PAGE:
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Trey Gunn gained prominence while utilizing the "Stick" (electric tapped string instrument) as a means to provide the basslines amid various EFX with the '90s resurgence of progressive rock superheroes King Crimson. On his first solo effort released in 1993, Gunn, along with fellow King Crimson drummer Pat Mastelotto and drummer/percussionist Bob Muller, melds East Indian modalities with ambient dreamscapes and more. Following suit with his work with King Crimson, Gunn handles the bass patterns yet also delves into wily and somewhat steely edged lead soloing while perpetuating melodious interludes, featuring extended notes and airy voicings. Furthermore, two vocalists simply identified as Xan and Serpentine supply diva-style chants, whispery musings, and wordless vocalise. Needless to say, Gunn's modus operandi elicits mystical notions atop firm backbeats, sonorous themes, and bustling ostinato-style motifs. Essentially, this outing demonstrates his signature style methodologies and blossoming talents as a composer and soloist. Recorded in between tours with David Sylvian and Robert Fripp. -- All Music Guide.

Trey Gunn - Stick, Voice
Serpentine - Voice
Bob Muller - Tabla, Percussion, Drums
Pat Mastelloto - Drums on track 3
Xan - Additional voice on tracks 4 & 7

"Trey's solo album, One Thousand Years -- an enticing parfait of noir,atmospheric Stick leads and pulsing Stick bass, mysterious vocals, drums,and percussion loops -- provides an excellent indication of the instrument's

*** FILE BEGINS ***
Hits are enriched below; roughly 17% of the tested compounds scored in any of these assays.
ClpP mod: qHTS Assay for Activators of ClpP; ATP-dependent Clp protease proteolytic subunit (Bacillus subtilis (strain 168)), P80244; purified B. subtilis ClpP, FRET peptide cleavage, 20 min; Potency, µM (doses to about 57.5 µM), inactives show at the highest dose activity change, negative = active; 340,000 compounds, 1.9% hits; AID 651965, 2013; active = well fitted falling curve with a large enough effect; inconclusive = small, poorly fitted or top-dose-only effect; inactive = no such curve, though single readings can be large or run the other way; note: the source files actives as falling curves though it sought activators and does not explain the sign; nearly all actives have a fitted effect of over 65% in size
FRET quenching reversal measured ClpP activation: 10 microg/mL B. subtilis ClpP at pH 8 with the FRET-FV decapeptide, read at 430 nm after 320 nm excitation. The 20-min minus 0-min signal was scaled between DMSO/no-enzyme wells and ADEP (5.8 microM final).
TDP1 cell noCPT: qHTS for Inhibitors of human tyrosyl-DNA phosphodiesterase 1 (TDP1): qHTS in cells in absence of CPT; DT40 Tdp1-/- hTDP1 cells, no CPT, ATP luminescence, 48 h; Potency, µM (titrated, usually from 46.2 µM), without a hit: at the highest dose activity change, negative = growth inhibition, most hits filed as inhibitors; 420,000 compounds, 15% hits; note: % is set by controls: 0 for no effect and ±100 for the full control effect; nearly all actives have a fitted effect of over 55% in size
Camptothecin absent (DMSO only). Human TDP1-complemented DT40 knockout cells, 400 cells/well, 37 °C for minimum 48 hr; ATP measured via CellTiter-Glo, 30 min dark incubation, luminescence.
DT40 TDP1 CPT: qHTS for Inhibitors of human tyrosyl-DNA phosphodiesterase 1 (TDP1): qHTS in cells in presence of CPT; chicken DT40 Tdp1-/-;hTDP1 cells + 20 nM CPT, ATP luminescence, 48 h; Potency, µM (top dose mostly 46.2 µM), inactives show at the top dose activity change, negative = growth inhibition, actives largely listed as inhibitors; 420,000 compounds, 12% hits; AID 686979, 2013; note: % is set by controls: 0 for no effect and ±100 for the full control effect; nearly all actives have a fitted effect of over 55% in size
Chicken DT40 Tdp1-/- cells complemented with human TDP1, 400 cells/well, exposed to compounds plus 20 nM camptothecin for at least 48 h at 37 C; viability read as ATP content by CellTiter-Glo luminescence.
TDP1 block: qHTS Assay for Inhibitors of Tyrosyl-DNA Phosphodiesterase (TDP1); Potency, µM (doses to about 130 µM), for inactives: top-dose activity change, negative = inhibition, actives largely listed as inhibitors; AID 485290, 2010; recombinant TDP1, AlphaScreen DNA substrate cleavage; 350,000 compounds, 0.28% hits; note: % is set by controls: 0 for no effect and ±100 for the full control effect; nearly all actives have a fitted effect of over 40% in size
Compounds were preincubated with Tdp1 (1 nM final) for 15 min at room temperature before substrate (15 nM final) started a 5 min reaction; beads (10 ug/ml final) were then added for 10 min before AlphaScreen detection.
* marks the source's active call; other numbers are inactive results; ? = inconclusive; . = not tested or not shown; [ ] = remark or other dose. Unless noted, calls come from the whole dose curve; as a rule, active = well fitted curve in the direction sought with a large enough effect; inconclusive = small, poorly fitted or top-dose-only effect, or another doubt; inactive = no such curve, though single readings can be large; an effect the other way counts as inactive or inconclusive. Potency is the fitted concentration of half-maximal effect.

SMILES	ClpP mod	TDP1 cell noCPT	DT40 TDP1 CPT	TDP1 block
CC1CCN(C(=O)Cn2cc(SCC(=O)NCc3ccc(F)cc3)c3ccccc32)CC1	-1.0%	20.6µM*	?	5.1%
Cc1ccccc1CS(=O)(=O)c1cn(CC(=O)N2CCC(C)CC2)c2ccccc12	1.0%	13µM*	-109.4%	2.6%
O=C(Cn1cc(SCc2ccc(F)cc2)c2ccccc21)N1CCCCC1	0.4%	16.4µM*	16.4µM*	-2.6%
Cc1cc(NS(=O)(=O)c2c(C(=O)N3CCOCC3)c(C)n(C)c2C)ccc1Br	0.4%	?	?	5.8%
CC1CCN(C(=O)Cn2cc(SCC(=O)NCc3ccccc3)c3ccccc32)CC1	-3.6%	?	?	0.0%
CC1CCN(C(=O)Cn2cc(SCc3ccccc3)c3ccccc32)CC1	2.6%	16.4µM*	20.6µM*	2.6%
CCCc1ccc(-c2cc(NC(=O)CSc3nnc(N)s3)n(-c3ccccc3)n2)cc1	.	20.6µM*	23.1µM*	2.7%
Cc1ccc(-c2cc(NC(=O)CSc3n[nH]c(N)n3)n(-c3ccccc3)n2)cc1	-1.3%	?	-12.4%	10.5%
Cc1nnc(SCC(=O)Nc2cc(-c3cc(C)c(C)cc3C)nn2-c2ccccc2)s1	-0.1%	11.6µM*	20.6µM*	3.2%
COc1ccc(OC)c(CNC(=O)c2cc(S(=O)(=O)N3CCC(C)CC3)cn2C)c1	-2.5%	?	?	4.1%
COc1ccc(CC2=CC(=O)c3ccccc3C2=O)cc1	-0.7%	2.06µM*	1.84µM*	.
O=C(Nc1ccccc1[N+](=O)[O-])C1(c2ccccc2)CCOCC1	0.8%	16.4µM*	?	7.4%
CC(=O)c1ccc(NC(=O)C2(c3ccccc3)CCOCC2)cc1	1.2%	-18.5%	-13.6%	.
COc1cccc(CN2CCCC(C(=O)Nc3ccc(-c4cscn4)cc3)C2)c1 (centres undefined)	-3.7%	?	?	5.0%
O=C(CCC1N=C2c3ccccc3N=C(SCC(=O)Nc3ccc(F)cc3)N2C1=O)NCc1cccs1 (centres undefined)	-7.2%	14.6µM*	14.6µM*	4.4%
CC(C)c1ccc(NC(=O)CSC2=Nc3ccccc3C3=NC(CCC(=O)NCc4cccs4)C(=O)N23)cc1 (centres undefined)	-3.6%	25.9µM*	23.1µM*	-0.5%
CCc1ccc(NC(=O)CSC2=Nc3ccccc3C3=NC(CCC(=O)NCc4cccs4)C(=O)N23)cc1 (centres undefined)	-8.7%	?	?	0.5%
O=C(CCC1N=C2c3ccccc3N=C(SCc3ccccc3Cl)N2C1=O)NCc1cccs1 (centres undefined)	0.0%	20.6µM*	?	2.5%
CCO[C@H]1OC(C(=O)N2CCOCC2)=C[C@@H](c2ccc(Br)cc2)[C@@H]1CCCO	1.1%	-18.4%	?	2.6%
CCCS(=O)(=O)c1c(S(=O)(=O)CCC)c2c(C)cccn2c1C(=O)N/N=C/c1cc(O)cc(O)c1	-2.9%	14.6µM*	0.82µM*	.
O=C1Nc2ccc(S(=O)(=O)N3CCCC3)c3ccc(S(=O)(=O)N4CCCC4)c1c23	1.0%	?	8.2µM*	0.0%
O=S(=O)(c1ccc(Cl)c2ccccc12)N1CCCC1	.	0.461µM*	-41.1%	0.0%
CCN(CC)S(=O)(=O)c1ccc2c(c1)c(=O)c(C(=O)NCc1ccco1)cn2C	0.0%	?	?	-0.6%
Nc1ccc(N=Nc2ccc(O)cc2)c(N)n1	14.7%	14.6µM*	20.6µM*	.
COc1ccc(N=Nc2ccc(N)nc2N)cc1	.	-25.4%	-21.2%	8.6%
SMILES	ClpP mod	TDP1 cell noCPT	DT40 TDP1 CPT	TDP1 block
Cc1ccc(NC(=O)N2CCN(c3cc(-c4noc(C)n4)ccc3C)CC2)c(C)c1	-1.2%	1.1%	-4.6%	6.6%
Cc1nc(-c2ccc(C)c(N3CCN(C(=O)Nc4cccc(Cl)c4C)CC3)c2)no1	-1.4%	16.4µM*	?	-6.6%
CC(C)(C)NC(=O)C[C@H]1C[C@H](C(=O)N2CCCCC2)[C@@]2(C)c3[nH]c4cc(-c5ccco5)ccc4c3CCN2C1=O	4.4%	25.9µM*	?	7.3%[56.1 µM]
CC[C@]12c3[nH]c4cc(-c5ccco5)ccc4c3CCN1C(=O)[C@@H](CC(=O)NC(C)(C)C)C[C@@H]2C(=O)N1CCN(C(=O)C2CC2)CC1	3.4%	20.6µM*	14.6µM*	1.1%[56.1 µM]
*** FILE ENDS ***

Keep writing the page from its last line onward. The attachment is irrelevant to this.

potential." -- Andy Ellis, Guitar Player

"One Thousand Years is an aggressively atmospheric solo album" -- Darren Ressler, Guitar for the Practicing Musician

"On One Thousand Years Gunn displays a keen sense of melody and a desire to create borderless, pan-worldly music. ... though it's mostly a quiet,introspective release, relying extensively on soft hypnotic percussion, Gunn lets loose with some steely, savage-sounding distorted Stick.
-- Max MacDonald, Impact Magazine

"The sheer dramatic imagery and silky textures hint at both a potent new composer on the progressive ethnic-rock plane and a musician who has absorbed more than his fair share of Rain Tree Crow and David Sylvian. Equally amazing is that these dense, undulating pools of experimental funk, ethno-trance and dreamy eloquence were performed on a minimalist bed of Stick, tablas/percussion and occasional voice." -- Darrel Bergstein, I.E. Magazine



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